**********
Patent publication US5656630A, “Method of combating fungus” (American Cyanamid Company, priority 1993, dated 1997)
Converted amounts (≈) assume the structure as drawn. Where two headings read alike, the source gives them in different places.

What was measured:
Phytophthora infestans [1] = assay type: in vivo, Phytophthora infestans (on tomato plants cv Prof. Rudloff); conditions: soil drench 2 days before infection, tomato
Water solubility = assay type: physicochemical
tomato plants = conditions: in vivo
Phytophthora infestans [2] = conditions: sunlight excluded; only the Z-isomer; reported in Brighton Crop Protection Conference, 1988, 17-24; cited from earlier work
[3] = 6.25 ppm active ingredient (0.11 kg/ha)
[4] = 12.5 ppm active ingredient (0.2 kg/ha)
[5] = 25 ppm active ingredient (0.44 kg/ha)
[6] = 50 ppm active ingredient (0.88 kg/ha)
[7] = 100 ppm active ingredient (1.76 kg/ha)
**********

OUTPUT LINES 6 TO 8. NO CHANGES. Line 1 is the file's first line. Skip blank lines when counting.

tomato plants = conditions: in vivo
Phytophthora infestans [2] = conditions: sunlight excluded; only the Z-isomer; reported in Brighton Crop Protection Conference, 1988, 17-24; cited from earlier work
[3] = 6.25 ppm active ingredient (0.11 kg/ha)